Send your news, photos and videos by texting bucksfreepress to 80360 or email
Controversial £200m Project Pinewood plan refused by Government
PINEWOOD Studios’ controversial £200 million development plan which would have seen 1,400 new homes and ‘live-in’ film sets built on Green Belt land has been thrown out by the Government.
The Project Pinewood plan for Iver Heath, which has been met with fierce opposition by members of the community, was refused by secretary of state Eric Pickles.
The proposal would also have included a primary school, retail, community and other buildings and facilities for employment use.
It’s ‘streetscape’ buildings would have been based on a Venice canal and New York street scenes among others.
These would have been used for filming but were also intended to double as living spaces.
Pinewood Shepperton PLC, said it was disappointed by the news and “will now take time to review the decision in detail.”
The world famous studios have been used for the filming of both the James Bond and Harry Potter series’of films over the years.
South Bucks District Council leader Adrian Busby welcomed the decision – yet also hit out at the Government’s recent approval of the High Speed 2 plan, which would see a rail line from London to Birmingham run through the Chilterns.
He said: “Coming so closely after the appalling HS2 decision from Government, this is better news for the district, the people of Iver and surrounding areas and for the environment.
“I was never in doubt that this proposal should not go ahead and I am glad that the secretary of state agrees.
"Unlike the HS2 decision this demonstrates that the Government means what it said in its recent draft National Planning Policy Framework by ‘ The Government attaches great importance to Green belts. The fundamental aim of Green Belt policy is to prevent urban sprawl by keeping land permanently open; the essential characteristics of Green Belts are their openness and their permanence'.”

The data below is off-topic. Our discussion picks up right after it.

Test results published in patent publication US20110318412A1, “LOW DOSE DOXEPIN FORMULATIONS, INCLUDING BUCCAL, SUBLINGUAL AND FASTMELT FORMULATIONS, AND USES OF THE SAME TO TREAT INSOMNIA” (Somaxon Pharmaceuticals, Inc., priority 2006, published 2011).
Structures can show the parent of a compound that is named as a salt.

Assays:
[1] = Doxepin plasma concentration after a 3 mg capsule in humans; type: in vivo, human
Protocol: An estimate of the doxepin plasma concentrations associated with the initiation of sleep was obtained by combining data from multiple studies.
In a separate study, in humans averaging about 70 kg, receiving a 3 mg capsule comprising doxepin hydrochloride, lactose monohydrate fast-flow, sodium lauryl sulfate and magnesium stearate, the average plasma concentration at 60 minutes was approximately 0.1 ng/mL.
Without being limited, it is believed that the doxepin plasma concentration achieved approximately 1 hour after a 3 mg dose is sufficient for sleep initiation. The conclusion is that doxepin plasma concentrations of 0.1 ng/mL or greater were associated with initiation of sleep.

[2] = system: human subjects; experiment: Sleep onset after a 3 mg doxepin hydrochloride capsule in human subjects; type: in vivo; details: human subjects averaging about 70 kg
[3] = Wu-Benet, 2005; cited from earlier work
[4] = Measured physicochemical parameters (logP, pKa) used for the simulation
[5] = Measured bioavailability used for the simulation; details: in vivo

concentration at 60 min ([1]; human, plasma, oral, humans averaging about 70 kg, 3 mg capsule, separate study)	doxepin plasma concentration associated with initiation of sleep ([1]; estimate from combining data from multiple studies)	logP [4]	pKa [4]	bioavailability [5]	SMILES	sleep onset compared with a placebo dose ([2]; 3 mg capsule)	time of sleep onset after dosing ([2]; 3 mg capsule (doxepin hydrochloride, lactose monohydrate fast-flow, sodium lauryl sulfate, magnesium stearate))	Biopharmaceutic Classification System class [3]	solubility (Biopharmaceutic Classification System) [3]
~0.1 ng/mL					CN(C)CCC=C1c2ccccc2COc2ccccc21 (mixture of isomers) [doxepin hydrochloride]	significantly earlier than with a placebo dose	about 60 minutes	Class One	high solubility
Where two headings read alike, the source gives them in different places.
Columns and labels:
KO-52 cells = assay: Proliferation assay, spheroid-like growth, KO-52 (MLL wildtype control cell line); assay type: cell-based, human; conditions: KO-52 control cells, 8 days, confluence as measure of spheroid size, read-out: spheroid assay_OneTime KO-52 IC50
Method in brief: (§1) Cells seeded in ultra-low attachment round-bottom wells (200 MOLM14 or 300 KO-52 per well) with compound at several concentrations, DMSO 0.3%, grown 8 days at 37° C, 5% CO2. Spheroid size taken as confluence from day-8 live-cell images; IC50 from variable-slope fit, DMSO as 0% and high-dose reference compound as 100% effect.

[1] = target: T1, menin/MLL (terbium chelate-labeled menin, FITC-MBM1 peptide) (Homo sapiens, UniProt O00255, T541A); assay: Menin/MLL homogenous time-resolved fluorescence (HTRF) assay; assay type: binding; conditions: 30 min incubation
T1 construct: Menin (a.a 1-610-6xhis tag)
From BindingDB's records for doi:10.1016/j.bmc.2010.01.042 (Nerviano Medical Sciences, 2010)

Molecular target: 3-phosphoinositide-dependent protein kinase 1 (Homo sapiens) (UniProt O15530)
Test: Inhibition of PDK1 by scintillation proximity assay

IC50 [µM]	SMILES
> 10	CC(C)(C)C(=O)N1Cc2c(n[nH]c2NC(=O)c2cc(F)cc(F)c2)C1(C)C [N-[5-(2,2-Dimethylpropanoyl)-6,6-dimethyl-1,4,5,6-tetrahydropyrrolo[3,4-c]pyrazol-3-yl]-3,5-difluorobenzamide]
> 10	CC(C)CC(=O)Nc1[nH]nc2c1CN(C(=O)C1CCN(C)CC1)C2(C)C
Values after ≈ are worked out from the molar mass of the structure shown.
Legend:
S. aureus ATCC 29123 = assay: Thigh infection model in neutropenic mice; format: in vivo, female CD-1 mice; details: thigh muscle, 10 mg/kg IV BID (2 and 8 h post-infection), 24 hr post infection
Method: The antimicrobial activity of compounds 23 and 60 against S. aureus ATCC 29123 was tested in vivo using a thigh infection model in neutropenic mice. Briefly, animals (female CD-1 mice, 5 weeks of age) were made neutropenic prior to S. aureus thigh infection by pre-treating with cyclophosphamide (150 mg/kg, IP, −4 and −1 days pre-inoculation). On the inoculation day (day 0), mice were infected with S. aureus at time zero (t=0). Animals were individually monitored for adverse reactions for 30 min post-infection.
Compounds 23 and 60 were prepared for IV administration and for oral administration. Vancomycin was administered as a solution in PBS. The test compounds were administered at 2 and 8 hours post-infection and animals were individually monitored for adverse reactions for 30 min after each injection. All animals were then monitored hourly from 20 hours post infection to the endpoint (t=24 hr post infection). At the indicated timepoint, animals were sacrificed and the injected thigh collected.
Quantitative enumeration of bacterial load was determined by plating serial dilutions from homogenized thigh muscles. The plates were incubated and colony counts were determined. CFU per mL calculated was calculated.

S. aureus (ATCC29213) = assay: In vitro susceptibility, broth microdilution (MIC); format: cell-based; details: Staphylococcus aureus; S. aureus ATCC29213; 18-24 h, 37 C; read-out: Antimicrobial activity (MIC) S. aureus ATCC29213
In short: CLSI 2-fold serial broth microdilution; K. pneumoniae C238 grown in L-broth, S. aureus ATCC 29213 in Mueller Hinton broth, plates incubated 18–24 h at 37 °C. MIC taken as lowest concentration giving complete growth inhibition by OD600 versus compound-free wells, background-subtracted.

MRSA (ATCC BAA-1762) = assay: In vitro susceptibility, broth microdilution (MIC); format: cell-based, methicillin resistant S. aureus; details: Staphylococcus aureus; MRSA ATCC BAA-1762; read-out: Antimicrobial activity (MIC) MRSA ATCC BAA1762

Deputy leader and portfolio holder for sustainable development, Cll Roger Reed, added: “I am pleased that the Government has seen through the weak and flawed case put forward by Pinewood Studios.”
SBDC refused planning permission for the expansion plan in October 2009, as anti-Project Pinewood protesters massed outside the council’s offices in Denham.
The council refused the scheme on the basis that the proposals were inappropriate development in the Metropolitan Green Belt and that the applicant has not demonstrated any special circumstances sufficient to warrant an exception to Green Belt policies, that the proposal would urbanised and harm the landscape of the Colne Valley Park, that the site is in an unsustainable location with poor accessibility to facilities and services which would generate significant levels of car use inconsistent with national and local policy, and that the proposals would adversely affect trees and hedgerows.
Pinewood Studios Ltd submitted an appeal against the SBDC decision in 2010 and a public inquiry was held at the Evreham Centre in Iver in April and May 2011.
The studio said the project was essential for the UK’s creative industries, was “of national and regional significance” and would bring considerable economic benefits and boost employment. It had received the backing of a number of business and industry figures, such as film director Ridley Scott.
A statement from the studio said: “Pinewood Shepperton plc (“The Company”) is disappointed by today’s decision by the Secretary of State for Communities and Local Government to refuse planning permission for Project Pinewood. The Company will now take time to review the decision in detail.”
“The Company’s investment in the Project Pinewood land and costs incurred for the planning application are not material to the long term prospects of the Company. The Company will continue to implement its master planning consents at Pinewood and Shepperton studios and pursue its international strategy of developing studios overseas.
“Pinewood Shepperton plc is the leading European provider of studio and related services to the worldwide film and television industry.”
Comments are closed on this article.